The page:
This 30-40% rate increase for small magazines is yet another assault on the intent of the founding fathers and long-standing American tradition. It is also a blow to the small business man, to our literary and political discourse, and to freedom of speech. This will be the knockout punch to many small but important journals.
A great Bushco/GOP twofer: Cosmo, Forbes, People and the corporate profits will be spared, and the liberal exchange of ideas will be stifled. We have to get Congress to act.
In late April, the 26-year-old publisher of the independent music and fiction magazine Verbicide got word that starting on July 15, his shipping rates would increase by somewhere between 30 and 40 percent. [while the large-circulation publications will pay perhaps 10% more]
“It’s not going be the thing that kills me,” he says via phone from his office in Vermont, “but coupled with the lack of advertisements and the general slump in print publications, it could be the thing that pushes me over the edge….
Ellis’s sentiment is shared by plenty of other independent publications such as the Nation, the National Review and Mother Jones, who are stupefied that they’ll be paying more in periodical postage while larger publications will pay only around 10 percent more. Then again, maybe it’s not all that surprising once you learn where the proposal originated: Time Warner.
The proposal was accepted by the Postal Regulatory Commission on March 19, in lieu of a universal increase that the U.S. Postal Service suggested — an unprecedented milestone that implies something even scarier: the privatization of the Postal Service, which could, in effect, undo 215 years of universal postal policy…
“They got lobbied by these billionaire publishers — and that said enough to them.” He continues: “They aren’t concerned with free press and keeping it affordable. Whether or not the postal rates are high or low, at least they’ve always gone up the same amount for everyone until now, whether you’re Time Warner or my company, Scissor Press.”
And that’s not the only problem for small publishers. In addition to the price of stamps increasing from 39 to 41 cents, the Postal Service is also discontinuing international surface mail and raising the rates for media mail, both of which were created to make the distribution of information affordable and accessible.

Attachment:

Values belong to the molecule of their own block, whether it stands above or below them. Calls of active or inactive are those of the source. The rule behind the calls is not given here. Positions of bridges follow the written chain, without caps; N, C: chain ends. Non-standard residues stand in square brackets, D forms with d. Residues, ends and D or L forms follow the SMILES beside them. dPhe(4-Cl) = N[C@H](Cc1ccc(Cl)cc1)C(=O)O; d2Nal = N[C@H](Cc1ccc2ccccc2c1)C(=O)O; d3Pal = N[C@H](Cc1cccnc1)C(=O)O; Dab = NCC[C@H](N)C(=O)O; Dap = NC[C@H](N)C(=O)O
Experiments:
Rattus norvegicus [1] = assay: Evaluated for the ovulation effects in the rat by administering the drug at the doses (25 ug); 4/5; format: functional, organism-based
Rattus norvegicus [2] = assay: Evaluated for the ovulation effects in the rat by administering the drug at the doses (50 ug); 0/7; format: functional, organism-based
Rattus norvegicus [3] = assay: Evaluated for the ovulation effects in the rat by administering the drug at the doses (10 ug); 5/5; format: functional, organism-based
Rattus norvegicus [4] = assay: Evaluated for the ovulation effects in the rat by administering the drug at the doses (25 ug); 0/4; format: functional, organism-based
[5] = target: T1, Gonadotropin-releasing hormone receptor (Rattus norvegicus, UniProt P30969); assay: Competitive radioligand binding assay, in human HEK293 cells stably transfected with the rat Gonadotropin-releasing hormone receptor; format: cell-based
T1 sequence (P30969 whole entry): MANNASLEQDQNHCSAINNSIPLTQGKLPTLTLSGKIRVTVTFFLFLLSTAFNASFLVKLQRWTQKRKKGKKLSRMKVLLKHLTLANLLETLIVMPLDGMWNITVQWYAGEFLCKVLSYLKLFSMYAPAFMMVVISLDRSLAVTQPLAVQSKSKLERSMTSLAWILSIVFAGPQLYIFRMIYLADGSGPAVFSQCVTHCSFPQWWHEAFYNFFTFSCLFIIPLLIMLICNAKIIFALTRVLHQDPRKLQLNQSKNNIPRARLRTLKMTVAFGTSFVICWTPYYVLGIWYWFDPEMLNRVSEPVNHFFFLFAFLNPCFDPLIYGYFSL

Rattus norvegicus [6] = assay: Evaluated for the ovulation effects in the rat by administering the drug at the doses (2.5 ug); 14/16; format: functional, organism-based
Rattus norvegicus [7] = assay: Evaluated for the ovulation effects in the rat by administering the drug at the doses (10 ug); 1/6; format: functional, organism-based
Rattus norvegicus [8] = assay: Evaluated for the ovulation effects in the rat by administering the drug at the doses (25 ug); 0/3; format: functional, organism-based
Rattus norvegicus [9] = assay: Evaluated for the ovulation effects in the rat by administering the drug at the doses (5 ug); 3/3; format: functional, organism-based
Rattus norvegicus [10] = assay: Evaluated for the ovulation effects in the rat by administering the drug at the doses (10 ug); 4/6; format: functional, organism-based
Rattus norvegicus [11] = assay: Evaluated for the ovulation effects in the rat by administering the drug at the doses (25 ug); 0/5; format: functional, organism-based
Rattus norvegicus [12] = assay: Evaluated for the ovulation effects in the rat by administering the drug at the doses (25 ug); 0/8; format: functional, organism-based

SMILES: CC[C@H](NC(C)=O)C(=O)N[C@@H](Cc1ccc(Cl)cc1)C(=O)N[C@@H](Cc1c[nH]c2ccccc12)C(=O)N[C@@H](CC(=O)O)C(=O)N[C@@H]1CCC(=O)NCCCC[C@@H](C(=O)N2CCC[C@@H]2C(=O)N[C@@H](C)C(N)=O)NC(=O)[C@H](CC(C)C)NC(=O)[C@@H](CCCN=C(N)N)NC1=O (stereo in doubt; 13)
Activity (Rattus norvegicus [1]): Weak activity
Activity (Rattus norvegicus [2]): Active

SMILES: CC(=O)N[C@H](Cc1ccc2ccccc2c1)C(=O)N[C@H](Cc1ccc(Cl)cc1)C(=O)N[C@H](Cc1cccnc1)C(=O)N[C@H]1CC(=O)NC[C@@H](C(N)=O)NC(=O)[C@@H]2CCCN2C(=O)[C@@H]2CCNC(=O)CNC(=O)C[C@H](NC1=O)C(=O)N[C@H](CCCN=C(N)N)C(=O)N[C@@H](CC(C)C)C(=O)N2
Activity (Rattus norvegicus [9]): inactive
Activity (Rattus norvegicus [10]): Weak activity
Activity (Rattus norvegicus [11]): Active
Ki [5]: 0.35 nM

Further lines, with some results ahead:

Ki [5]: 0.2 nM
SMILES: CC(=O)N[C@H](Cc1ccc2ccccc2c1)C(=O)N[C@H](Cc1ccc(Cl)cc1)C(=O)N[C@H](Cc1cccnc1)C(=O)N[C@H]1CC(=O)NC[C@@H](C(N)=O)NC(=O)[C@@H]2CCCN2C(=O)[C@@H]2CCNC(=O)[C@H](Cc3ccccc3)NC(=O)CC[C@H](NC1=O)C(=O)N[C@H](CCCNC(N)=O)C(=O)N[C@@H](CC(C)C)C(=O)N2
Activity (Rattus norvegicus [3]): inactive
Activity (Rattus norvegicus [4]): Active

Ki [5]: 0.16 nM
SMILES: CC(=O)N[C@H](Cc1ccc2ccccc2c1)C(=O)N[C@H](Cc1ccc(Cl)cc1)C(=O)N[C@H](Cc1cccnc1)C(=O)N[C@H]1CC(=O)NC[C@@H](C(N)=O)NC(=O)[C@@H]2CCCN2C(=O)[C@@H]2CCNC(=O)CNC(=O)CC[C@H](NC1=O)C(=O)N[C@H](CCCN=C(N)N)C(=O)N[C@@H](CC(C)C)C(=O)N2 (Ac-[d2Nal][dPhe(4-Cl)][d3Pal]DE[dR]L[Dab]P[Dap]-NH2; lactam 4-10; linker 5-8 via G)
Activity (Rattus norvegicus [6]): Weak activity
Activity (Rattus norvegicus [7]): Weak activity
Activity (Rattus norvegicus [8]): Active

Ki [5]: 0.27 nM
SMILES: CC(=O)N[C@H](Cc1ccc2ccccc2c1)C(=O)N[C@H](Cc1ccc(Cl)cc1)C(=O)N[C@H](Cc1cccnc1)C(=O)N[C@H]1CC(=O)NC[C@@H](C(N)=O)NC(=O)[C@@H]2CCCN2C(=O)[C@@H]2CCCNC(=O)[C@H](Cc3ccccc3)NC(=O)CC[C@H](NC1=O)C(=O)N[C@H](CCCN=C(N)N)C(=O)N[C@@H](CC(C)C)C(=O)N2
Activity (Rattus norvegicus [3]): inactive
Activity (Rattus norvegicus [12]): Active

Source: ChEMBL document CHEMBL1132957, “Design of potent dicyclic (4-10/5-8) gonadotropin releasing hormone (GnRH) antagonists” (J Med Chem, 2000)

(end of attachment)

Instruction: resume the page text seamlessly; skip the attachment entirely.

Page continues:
Last year, the last independent magazine distributor, Independent Press Association, went out of business and took many smaller magazines off the newsstands — and now these latest post hikes could make the prospect of independent publishing even more dismal. “I don’t think we deserve this,” Ellis admits with a sigh. “I feel like I’ve worked really hard, and I’ve been running a really honest business for a long time, and instead of getting some respect, the industry and the government are turning their back on me.”
In fact, at this point, he’s considering giving up the magazine altogether — a sentiment that’s likely to be echoed by many of his peers who also lack six-digit circulation numbers or parent companies. “
This is very bad, and very un-American; the founding fathers intended that the postal service would play an important role in disseminating information, and by that they didn’t mean the shit that TimeWarner turns out. This is another blow to the publishing industry, particularly that part that makes ideas and literature available.
Please write to your Congresspeople to get this reversed.
UPDATE: From the Boston Globe:
The Nation says its costs could jump by $500,000. But this isn’t just whining about the rising costs of doing business. This is a clash pitting big-time publishers against small journals that enrich the public debate far more than their modest budgets suggest. …
The Postal Service’s mission, set by federal law, is to “bind the nation together through the personal, educational, literary, and business correspondence of the people.” It has a history of protecting the spread of information. So whether grandma lives down the street or in another time zone, a stamp for her birthday card costs the same.
Price protection has also been crucial for small magazines, helping them to add politically and socially diverse voices to the public arena. “In short, the post office and press together constituted the most important mechanism for the dissemination of public information at least until the Civil War,” Richard B. Kielbowicz writes in his book “News in the Mail: The Press, Post Office, and Public Information, 1700-1860s.”
Now, of course, there’s the Internet, which makes publishing seem easy and cheap. But as The Nation’s president, Teresa Stack, says, mailing out copies to paying subscribers is still largely how small magazines make money. Web content is often an extra that doesn’t generate income. Without income these publications can’t survive, and the public loses out when those voices are silenced.
Congress should take a fresh look, and pursue a more public -minded rate plan. The post office is no longer a federal agency, and it does have to support itself. But the country still needs a mail service that protects public access to as much information as possible.